This case has everything, red herrings, jealous brothers, femme fatales, and at the heart of it all, greed.
An excerpt from the book:
When Harry took the time to consider his position, a rather uncomfortable position at that, he concluded that he was somehow involved in another case that meant very little to him.
Not that it wasn’t important in some way he was yet to determine, it was just that his curiosity had got the better of him, and it had led to this: sitting in a chair, securely bound, waiting for someone one of his captors had called Doug.
It was not the name that worried him so much, it was the evil laugh that had come after the name was spoken.
Doug what? Doug the ‘destroyer’, Doug the ‘dangerous’, Doug the ‘deadly’; there was any number of sinister connotations, and perhaps that was the point of the laugh, to make it more frightening than it was.
But there was no doubt about one thing in his mind right then: he’d made a mistake. A very big. and costly, mistake. Just how big the cost, no doubt he would soon find out.
His mother, and his grandmother, the wisest person he had ever known, had once told him never to eavesdrop.
At the time he couldn’t help himself and instead of minding his own business, listening to a one-sided conversation which ended with a time and a place. The very nature of the person receiving the call was, at the very least, sinister, and, because of the cryptic conversation, there appeared to be, or at least to Harry, criminal activity involved.
For several days he had wrestled with the thought of whether he should go. Stay on the fringe, keep out of sight, observe and report to the police if it was a crime. Instead, he had willingly gone down the rabbit hole.
Now, sitting in an uncomfortable chair, several heat lamps hanging over his head, he was perspiring, and if perspiration could be used as a measure of fear, then Harry’s fear was at the highest level.
Another runnel of sweat rolled into his left eye, and, having his hands tied, literally, it made it impossible to clear it. The burning sensation momentarily took his mind off his predicament. He cursed and then shook his head trying to prevent a re-occurrence. It was to no avail.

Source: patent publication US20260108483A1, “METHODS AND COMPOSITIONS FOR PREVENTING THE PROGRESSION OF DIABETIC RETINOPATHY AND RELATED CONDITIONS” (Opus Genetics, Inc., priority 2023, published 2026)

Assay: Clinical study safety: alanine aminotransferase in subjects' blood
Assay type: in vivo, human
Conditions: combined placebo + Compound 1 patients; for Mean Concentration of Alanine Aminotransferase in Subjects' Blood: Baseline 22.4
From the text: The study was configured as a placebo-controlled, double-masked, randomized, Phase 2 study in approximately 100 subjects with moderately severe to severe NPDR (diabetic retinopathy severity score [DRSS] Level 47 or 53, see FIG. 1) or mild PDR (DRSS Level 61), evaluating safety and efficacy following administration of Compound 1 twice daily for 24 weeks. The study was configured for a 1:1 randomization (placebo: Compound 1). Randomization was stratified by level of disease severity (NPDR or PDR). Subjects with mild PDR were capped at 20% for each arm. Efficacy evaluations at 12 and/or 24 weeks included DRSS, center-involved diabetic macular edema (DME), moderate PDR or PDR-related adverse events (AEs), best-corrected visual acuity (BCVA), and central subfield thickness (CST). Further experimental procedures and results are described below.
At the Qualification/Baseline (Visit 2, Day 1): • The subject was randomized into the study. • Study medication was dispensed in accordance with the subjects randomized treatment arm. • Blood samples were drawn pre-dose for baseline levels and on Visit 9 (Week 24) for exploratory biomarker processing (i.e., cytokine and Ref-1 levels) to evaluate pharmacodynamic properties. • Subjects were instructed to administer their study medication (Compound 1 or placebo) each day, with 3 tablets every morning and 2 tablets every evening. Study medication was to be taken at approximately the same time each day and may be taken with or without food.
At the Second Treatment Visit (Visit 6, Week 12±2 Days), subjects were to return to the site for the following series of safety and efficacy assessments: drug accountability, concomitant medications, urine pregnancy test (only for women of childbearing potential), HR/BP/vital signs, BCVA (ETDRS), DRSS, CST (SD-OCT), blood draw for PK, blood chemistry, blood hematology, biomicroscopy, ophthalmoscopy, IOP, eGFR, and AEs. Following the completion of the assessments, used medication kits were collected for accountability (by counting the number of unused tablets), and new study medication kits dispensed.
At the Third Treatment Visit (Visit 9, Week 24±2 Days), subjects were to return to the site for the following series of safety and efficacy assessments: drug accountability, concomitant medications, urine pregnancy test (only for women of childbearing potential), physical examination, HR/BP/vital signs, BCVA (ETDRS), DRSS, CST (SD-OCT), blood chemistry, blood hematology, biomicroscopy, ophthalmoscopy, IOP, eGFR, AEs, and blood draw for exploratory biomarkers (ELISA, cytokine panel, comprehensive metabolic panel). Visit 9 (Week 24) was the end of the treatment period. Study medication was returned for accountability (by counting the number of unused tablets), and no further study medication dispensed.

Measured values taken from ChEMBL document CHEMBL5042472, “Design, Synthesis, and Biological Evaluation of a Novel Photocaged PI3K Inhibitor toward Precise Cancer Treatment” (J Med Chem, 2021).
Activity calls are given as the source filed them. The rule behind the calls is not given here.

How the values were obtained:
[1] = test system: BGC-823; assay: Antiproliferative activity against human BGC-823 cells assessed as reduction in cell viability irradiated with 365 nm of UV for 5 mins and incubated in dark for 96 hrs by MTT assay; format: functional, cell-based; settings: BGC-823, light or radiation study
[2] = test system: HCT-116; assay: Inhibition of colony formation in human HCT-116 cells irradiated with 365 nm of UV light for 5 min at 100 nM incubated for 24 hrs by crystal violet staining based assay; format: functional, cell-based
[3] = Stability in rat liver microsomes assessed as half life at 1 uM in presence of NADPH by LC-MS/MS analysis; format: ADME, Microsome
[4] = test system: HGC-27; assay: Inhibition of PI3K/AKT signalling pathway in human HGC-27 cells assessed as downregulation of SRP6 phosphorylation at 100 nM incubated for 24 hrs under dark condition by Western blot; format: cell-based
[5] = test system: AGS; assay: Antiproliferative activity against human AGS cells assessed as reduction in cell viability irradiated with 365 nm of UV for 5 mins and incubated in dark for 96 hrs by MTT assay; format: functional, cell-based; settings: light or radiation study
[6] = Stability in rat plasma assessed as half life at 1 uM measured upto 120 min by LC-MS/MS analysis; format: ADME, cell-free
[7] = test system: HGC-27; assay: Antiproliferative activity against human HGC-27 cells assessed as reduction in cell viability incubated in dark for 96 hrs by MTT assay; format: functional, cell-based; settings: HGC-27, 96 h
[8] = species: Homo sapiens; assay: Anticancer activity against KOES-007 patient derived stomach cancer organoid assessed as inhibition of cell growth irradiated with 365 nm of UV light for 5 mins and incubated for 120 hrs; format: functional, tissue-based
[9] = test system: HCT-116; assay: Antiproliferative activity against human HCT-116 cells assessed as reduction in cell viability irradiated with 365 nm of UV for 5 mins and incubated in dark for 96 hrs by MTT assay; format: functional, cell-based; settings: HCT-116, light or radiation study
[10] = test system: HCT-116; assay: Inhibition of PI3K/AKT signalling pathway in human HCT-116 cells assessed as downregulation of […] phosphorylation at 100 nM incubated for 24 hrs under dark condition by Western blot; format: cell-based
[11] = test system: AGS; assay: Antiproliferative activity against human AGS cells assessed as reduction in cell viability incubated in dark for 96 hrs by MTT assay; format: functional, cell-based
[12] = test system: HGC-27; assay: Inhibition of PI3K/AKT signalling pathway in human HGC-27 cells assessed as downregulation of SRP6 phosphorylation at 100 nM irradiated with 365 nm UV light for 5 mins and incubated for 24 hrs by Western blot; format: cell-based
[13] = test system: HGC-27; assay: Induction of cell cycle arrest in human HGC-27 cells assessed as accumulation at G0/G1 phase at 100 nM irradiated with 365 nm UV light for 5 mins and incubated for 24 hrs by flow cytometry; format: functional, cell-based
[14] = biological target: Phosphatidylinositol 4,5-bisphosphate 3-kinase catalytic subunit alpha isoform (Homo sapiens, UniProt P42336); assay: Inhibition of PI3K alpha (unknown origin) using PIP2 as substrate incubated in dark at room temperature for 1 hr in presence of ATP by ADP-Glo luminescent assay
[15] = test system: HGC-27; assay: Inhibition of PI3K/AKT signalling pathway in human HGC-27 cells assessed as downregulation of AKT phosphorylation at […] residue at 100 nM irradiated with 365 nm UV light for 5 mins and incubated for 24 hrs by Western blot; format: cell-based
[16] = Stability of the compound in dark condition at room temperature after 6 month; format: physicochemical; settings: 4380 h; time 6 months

Let the stinging sensation be a reminder of what was right and what was wrong.
It was obvious that it was the right place and the right time, but in considering his current perilous situation, it definitely was the wrong place to be, at the worst possible time.
It was meant to be his escape, an escape from the generations of lawyers, what were to Harry, dry, dusty men who had been in business since George Washington said to the first Walthenson to step foot on American soil, ‘Why don’t you become a lawyer?” when asked what he could do for the great man.
Or so it was handed down as lore, though Harry didn’t think Washington meant it literally, the Walthenson’s, then as now, were not shy of taking advice.
Except, of course, when it came to Harry.
He was, Harry’s father was prone to saying, the exception to every rule. Harry guessed his father was referring to the fact his son wanted to be a Private Detective rather than a dry, dusty lawyer. Just the clothes were enough to turn Harry off the profession.
So, with a little of the money Harry inherited from one of his aunts, he leased an office in Gramercy Park and had it renovated to look like the Sam Spade detective agency, you know the one, Spade and Archer, and The Maltese Falcon.
There’s a movie and a book by Dashiell Hammett if you’re interested.
So, there it was, painted on the opaque glass inset of the front door, ‘Harold Walthenson, Private Detective’.
There was enough money to hire an assistant, and it took a week before the right person came along, or, more to the point, didn’t just see his business plan as something sinister. Ellen, a tall cool woman in a long black dress, or so the words of a song in his head told him, fitted in perfectly.
She’d seen the movie, but she said with a grin, Harry was no Humphrey Bogart.
Of course not, he said, he didn’t smoke.
Three months on the job, and it had been a few calls, no ‘real’ cases, nothing but missing animals, and other miscellaneous items. What he really wanted was a missing person. Or perhaps a beguiling, sophisticated woman who was as deadly as she was charming, looking for an errant husband, perhaps one that she had already ‘dispatched’.
Or for a tall, dark and handsome foreigner who spoke in riddles and in heavily accented English, a spy, or perhaps an assassin, in town to take out the mayor. The man was such an imbecile Harry had considered doing it himself.
Now, in a back room of a disused warehouse, that wishful thinking might be just about to come to a very abrupt end, with none of the romanticized trappings of the business befalling him. No beguiling women, no sinister criminals, no stupid policemen.
Just a nasty little man whose only concern was how quickly or how slowly Harry’s end was going to be.
© Charles Heath 2019